drive-through gallery is in place. I pitched the idea of funding this project
to the MakeWork Foundation, and they honored us with a grant. And we went to work! Six artists, very few
creative restrictions, and the full support of out neighbors. And we did this. (Applause)
Yeah, absolutely. A little sidebar here: the artists
who worked on this blew me away. A lot of these people had
never done large-scale murals before. They lied to get on the project. (Laughter) Here’s some more. I wanted to
show you some slides, if you don’t mind. This is David and Kendrick’s piece.
David should be in the building somewhere. If you want to show him
a little bit of love, I don’t mind. (Applause) Once we started putting
paint on the walls, the response from the city
and from individuals was phenomenal. ArtsBuild, The UNFoundation, Causeway, The Tennessee Arts Commission, The Community Foundation
of Greater Chattanooga all graced us with grants. That’s mine, by the way. (Applause) Don’t clap, I’m not doing it for clapping.
I just want you to know. In addition to all of those foundations, EPB, The Highland Park
Neighborhood Association, and dozens of people volunteered with
and contributed to the project. People were really beginning
to get behind this thing. This, by the way,
is my favorite volunteer, my son. You can clap for him. (Applause) Just last month, Causeway brought
50 volunteers out to McCallie for one of their Cause Mobs. In just under three hours they did this. Do you know what that sign says? That sign says,
“Hey! Welcome to Highland Park!” The McCallie Walls Mural Projects
have become very popular with people. They’ve become the backdrops
for many things from senior portraits to rap videos. Usher did give us
a shout-out on Instagram. I don’t know if you’ve noticed, but there’s a number
at the top of that page. It’s really close to 2 million. That’s 2 million pairs of eyes
that saw our work and our city. It just astounds me. So, our first year
has almost come to a close. What have we done?
What has the project accomplished? Well, if you’ve been up and down
McCallie, you’ve seen it. That stretch is cleaner
than it’s been in years. I know that, I’ve lived there. Of course, we’ve put
some great artwork on the walls, but what about the less tangible changes? Well, Ace Hardware started advertising
their paint across the street… (Laughter) Coincidence? Maybe. The building owners now come to us
and ask to be included in the project. Which is great, because now
I don’t have to go door-to-door, and I went door-to-door. Business owners from around
the city have called me to ask me about replicating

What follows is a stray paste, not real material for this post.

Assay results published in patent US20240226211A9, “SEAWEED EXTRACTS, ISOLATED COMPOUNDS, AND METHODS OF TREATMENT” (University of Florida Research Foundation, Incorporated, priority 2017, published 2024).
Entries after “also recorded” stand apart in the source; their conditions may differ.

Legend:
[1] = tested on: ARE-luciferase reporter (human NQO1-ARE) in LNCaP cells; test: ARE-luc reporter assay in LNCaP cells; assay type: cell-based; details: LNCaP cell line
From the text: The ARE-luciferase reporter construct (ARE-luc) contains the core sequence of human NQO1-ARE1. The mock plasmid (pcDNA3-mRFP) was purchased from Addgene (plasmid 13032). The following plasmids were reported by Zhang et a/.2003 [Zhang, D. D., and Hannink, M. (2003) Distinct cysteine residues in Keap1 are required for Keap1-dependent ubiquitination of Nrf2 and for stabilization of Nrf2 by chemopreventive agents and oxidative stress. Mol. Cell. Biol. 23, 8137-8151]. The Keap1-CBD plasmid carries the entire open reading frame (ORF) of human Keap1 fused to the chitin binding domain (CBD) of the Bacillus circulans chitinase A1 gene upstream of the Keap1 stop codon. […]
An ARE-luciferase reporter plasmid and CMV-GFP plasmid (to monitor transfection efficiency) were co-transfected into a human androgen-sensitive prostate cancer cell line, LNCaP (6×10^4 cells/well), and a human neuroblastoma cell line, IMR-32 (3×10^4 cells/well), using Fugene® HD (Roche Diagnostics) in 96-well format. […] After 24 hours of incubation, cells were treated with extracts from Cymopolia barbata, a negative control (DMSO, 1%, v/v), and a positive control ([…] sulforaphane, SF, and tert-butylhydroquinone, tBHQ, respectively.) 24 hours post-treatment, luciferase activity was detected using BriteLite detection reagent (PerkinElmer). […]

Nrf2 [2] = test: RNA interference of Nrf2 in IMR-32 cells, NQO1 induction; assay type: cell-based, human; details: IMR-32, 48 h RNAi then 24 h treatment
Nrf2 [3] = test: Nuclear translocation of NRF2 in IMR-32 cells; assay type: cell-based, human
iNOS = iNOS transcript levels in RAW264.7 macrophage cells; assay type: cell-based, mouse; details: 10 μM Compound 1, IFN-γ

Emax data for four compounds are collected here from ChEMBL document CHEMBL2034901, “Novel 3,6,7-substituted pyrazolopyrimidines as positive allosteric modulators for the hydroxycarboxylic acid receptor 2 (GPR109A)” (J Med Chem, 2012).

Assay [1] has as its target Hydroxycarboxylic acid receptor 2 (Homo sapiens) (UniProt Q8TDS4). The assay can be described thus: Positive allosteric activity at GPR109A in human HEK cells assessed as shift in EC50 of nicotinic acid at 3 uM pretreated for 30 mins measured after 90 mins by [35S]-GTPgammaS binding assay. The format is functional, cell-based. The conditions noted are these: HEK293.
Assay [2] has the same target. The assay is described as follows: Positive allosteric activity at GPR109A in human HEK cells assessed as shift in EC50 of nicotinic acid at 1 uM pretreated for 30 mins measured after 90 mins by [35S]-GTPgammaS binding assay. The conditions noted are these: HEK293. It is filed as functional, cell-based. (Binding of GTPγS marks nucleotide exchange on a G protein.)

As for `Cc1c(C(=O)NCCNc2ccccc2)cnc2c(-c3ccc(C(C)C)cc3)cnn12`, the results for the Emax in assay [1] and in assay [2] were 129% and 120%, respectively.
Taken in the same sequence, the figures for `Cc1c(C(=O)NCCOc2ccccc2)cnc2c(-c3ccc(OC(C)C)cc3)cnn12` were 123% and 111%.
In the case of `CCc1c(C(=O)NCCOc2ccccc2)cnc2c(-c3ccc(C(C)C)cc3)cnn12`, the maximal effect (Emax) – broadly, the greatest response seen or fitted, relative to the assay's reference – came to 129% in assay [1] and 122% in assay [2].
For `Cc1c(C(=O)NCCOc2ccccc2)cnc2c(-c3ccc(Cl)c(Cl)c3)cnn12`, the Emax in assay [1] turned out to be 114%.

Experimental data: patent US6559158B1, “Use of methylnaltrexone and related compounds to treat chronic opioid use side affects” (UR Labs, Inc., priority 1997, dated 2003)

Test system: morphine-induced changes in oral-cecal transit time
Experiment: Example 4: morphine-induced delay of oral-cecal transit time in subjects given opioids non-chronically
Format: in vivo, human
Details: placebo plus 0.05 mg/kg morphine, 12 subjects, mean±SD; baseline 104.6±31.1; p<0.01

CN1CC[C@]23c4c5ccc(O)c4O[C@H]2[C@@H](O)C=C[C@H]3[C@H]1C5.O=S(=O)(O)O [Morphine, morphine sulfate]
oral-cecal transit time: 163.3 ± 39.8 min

the project on their street. Organizations outside
of Chattanooga’s arts community are taking notice of this art project
and what it’s doing. We held a fundraiser a few months back
of the flying squirrel, you may have heard of these:
you invite your friends on a weeknight and they’ll give you a percentage
of their sales towards your project. We were told to expect
between 300 and 400 dollars. Not a bad take
for a couple of hours for us. We invited all of our friends
and all of our Facebook followers, and at the end of the night,
when all was said and done, we had raised 3,200 dollars. 3,200 dollars! That’s all money
that went in artists’ pockets. That’s money that paid rent,
money that bought supplies, money that bought
new computers, other equipment. Now, people, not just foundations,
are getting behind this project. While we work, neighbors
would come to us and talk with us. Talk about the murals:
what they liked, what they didn’t like. A lot of these neighbors
had become friends, and some of them
even collaborators on later murals. People tell me all the time now, “I went out of my way to drive down
McCallie to see what was new,” or “I brought my friends from out of town
down McCallie to see what was new.” I live in the neighborhood. It’s not uncommon for me to see carloads
of people pull up at the base of a mural, get out, take pictures,
take pictures in front of it, and walk up and down the avenue. The old fears of this area are subsiding. So, now what for the world’s
first drive-through gallery? Well, we still have some ugly walls. But fortunately, we have inspired artists, who have lots and lots of eye-catching and beautiful artwork
to go on those walls. Do you remember my earlier question? “Wouldn’t it be better
if this wasn’t ugly?” Of course the answer is yes. I just didn’t know how much better
until I saw these results. Who is it that said,
“A thing of beauty is a joy forever?” Wrong. Everybody who’s driven up and down
McCallie in the past year, that’s who. Thank you. (Applause)

4 thoughts on “McCallie Walls Mural Project: World’s First Drive Through Gallery | Kevin Bate | TEDxUTChattanooga

  1. Hey Kev – You didn't lie about experience, I remember murals you did back in the early 2000's.  I might even have some pics of them still!